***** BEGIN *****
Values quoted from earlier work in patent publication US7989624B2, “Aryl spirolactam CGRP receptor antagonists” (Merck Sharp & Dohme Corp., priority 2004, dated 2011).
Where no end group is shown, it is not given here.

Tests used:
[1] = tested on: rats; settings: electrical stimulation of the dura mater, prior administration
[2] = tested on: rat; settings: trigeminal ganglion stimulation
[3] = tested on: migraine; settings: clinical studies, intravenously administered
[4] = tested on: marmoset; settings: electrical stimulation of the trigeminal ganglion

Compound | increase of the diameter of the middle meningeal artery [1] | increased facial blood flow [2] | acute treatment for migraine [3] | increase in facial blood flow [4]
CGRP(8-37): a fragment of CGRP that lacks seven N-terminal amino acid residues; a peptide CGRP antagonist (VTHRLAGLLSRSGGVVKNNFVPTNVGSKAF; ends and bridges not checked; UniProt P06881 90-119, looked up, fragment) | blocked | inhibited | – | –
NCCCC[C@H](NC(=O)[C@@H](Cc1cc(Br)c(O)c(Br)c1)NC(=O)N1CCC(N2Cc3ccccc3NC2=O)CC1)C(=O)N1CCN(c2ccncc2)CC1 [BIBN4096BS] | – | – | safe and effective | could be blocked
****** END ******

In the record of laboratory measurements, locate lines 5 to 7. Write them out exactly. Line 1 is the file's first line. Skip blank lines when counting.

[2] = tested on: rat; settings: trigeminal ganglion stimulation
[3] = tested on: migraine; settings: clinical studies, intravenously administered
[4] = tested on: marmoset; settings: electrical stimulation of the trigeminal ganglion